Tony’s Chocolonely responds to being cut from ethical supplier list

Sustainability-founded confectionery brand Tony’s Chocolonely has moved to defend its cocoa sourcing policy, after being removed from a list of ethical businesses by industry organisation Slave Free Chocolate, writes Neill Barston.

The Dutch businesses said it regretted that it no longer featured in the US-based group’s listings over its supply links to Barry Callebaut – but believed that its connection to the global chocolate processor was entirely appropriate.

As Confectionery Production has previously reported, Tony’s Chocolonely, which is now listed in a number of UK stores including Sainsbury’s, was founded on a mission statement of seeking to deliver ‘slave free chocolate’ and has campaigned notably on the issue since its formation.

The company, which last month launched its “Sweet Solution’ range of confectionery highlighting the ongoing fight against child labour, first teamed up with Barry Callebaut in 2005. Their joint initiative that aimed to raise industry standards of sustainability and labour issues, which included measures moving towards delivering a living income within key producing nations including Ghana and Ivory Coast.

Notably, Barry Callebaut has also developed a number of initiatives to assist cocoa growing territories, including its Forever Chocolate programme that aims to eradicate child labour from supply chains by 2025.

But despite its efforts, it has been named in a new legal case alongside six other major companies including Nestle, Cargill, Hershey, Mars, Mondelez and Olam, in the US in which a group of youths from Mali claim to have been forced to work on cocoa plantations in Ivory Coast. Speaking on the issue Barry Callebaut said that it ‘strongly condemns’ forced labour practices, and has zero tolerance of child trafficking which is related to the federal lawsuit being brought in America.

Addressing child labour

Responding to its removal from the ethical suppliers list, Tony’s Chocolonely said that transparency was of prime importance to the company.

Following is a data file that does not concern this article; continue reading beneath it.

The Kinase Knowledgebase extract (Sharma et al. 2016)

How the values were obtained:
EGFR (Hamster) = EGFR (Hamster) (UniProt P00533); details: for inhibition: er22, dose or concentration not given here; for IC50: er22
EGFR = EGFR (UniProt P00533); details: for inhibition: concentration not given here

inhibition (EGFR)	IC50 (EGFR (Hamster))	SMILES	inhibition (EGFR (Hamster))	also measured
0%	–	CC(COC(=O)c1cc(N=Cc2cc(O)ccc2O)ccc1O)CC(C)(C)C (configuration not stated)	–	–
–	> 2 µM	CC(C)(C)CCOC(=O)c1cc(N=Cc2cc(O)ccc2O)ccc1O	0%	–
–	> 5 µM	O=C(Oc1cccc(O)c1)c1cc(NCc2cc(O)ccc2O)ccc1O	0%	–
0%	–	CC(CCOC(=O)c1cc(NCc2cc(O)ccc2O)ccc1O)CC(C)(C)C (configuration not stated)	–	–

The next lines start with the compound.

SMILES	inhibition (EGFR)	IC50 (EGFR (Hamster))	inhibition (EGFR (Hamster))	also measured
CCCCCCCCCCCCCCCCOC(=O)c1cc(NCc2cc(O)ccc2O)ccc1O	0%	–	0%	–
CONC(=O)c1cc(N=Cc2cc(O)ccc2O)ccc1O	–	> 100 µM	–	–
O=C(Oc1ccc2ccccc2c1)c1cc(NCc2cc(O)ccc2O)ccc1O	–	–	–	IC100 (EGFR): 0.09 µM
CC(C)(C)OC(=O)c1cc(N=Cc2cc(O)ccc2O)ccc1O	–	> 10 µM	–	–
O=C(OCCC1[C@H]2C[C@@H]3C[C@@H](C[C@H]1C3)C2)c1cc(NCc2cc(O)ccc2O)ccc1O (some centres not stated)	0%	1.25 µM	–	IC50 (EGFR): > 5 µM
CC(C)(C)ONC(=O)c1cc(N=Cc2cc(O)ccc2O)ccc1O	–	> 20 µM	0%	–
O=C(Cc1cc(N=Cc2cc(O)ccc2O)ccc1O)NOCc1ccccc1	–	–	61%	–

Furthermore, it explained its decision was based on developing a model that would help pave the way for how the industry could operate with enhanced standards.

Significantly, it said that it had chosen to chose to partner with Barry Callebaut to show that it is possible to be fully traceable while working with a large processor.

“In 2005, we deliberately chose to partner with Barry Callebaut to show that it is possible to be fully traceable while working with a large processor.

“This way we show that every chocolate company can work according to our 5 sourcing principles. From the start, Barry Callebaut has believed in our mission and collaborated with us to set up fully segregated processing for our 100% traceable beans so they are never mixed with other beans. Working with Barry Callebaut allows us to further scale up our production and enables us to grow Tony’s Open Chain by processing the 100% traceable cocoa beans from our mission allies, too.”

Addressing the critical issue as to whether illegal child labour was in fact in its supply chain the company acknowledged this was the case.

Its statement added: “The short answer is yes, but we have never said differently, and we are glad we know about it because then we can eradicate it. We actively look for instances so we can solve them. We have a Child Labour Monitoring and Remediation System (CLMRS) in place across all seven cocoa cooperatives that we source from in Ghana and Ivory Coast.”

“Last year we found 387 cases of illegal child labour and remediated 221. We have never found a case of modern slavery in our supply chain. Most big chocolate companies do not know how many cases of illegal labour there are in their cocoa supply chain and therefore they cannot work to remediate them, this is only made possible because we have a 100% traceable supply chain (as validated by PWC in our annual reports).

“Our 100% traceable supply chain is possible because Barry Callebaut segregates our cocoa and processes it separately.”

The company added that in response to claims that it made savings from working with Barry Callebaut, it said this was not the case, as it in fact paid more in terms of its cocoa beans being fully segregated.

While it acknowledged this brought about some efficiency advantages, it believed that its policy was crucial to demonstrate to large chocolate companies that an industry free from illegal child labour is entirely possible.




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